There are a handful of IP telephony companies around at the time TMC decided to launch Internet Telephony Magazine back in 1997. That was a long time ago and some of these industry-founding companies are still alive and kicking and even have the same name. Deltathree is one such company and they are one of the pioneers of VoIP and I remember visiting their offices in the mid-nineties.

I am always interested in hearing the thoughts of these early VoIP pioneers. The credit for the success of the VoIP market today has to go to companies like deltathree that had the early vision before more recent companies decided to latch onto the VoIP market.

A great deal has happened in the VoIP market in the last few years but I wonder where we would be if the first few companies that launched IP telephony products and services weren’t around for so many years, trying new things to see what worked and what didn’t.

Moreover, the difficulty in navigating the VoIP market with its ups and downs certainly tests a companies ability to execute under the best and worst possible conditions. I always like to hear how companies dealt with the adversity and opportunities that the VoIP market has provided.

When given the opportunity to interview deltathree CFO and Executive VP Paul White, I jumped at it. Here is that interview:

As a pioneer in VoIP how has deltathree dealt with the ups and downs of the VoIP market?

We have literally seen a sea change a couple of times now in terms of people talking about the technology versus people adopting it. We have been at this for about a decade which makes up one of the founding companies in the Voice over IP (VoIP) space. I think the truly exciting part of the day and age we are living in right now is that we are really starting to see people interested in making use of all the great new capabilities that Voice over IP will lend them on a consumer basis.

The part that is now getting lots of attention and focus is Voice over IP to the end user, deltathree is really a leading enabler in this area.

First, we work with consumers directly via our iConnectHere brand that sells globally, which is unusual in this industry. We then leverage that business up the chain to resellers and service providers so that they can provide private label solutions and capitalize on the best of deltathree’s technology while leveraging their own selling and marketing efforts. All these services are built on the same sophisticated infrastructure and allow us to leverage the same core technology platform to cover the diverse needs of a global consumer base.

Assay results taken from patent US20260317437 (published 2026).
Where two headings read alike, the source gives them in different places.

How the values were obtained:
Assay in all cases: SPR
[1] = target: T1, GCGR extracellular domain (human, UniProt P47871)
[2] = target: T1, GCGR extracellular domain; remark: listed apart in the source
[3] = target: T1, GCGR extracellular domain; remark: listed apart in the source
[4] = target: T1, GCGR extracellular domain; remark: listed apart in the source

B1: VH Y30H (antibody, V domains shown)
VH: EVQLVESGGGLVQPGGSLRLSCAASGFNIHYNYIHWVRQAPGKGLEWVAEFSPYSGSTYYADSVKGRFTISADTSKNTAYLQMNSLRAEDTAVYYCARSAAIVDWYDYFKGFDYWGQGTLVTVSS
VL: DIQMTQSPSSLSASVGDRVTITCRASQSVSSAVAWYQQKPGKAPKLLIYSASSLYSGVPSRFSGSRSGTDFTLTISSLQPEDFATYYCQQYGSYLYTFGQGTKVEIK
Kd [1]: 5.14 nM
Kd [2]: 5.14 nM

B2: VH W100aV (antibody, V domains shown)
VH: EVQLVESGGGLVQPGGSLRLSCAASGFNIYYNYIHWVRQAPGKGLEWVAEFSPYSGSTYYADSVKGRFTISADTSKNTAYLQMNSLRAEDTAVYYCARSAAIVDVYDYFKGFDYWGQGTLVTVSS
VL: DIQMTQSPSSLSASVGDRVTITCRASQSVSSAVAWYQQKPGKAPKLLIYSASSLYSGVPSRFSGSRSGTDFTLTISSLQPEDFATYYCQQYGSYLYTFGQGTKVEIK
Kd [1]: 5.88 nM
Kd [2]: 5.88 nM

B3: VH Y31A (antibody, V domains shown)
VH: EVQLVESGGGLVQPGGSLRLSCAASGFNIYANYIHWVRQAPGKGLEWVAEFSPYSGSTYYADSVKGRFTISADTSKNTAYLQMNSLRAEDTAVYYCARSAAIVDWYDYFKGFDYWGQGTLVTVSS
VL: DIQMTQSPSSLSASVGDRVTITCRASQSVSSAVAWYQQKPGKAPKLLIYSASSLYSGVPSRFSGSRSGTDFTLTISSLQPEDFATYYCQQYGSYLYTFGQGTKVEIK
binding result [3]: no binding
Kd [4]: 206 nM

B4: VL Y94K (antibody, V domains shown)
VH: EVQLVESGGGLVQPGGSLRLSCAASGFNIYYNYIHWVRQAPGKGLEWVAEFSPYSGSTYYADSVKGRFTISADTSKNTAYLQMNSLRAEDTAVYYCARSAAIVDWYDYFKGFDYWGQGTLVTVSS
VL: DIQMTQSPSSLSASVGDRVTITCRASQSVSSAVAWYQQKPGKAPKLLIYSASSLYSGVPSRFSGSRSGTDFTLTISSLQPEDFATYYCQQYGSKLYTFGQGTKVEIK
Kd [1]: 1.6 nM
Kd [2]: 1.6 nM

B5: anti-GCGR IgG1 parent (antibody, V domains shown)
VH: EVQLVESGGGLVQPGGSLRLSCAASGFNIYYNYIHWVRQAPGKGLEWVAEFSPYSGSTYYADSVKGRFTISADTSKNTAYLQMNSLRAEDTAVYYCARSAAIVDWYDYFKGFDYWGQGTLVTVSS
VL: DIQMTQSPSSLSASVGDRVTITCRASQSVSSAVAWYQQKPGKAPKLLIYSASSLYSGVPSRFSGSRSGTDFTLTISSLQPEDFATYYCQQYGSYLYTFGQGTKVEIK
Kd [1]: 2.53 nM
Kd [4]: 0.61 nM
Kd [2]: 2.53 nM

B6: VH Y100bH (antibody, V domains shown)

By serving individual consumers, small businesses, resellers and a wide range of service providers we have inherent diversity in our customer base to help balance the adoption rate of VoIP among our diverse customer types. We also serve customers global which adds further diversification to our customer base and helps buffer against the impact of various adoption rates and market sentiment.

Who do you see as your primary competitor today?

There are a host of different companies primarily doing small pieces of our overall offering. The competitive offering range from PC-to-phone on the narrowband side, phone-to-phone, where you would make use of virtual calling card type services, and broadband phone.

deltathree is one of the few companies that sell all three of those offering types, while most of our competitors are focused on one or the other. Skype, for example, is predominately focused on a PC-to-PC model that is actually hard to get revenues out of because it is predominantly a free model. They do spend a little bit of time on the PC-to-phone model. Vonage is totally on the broadband phone side and is almost exclusively focused in the U.S.

deltathree has the much broader span and coverage in that we support all the offer types globally, and the combination of our wider offerings and global distribution significantly differentiate us from our competitors.

When you look at customer types, we are also differentiated there. Most of our competitors are focused only on their own consumer brand. Vonage is well known for the amount of money that they spend marketing their name in the US. deltathree has a relatively large direct business, but it represents about 25% of our revenue; the other 75% is comprised of resellers and service providers. These customers are much harder to serve, because you need a much more diverse, robust infrastructure. At the same time, these relationships enable us to partner with big brands and jointly realize the significant margin opportunities where we can jointly leverage a large company’s well-known brand and marketing efforts, and our robust VoIP solutions for a win-win situation. That’s how we are differentiated.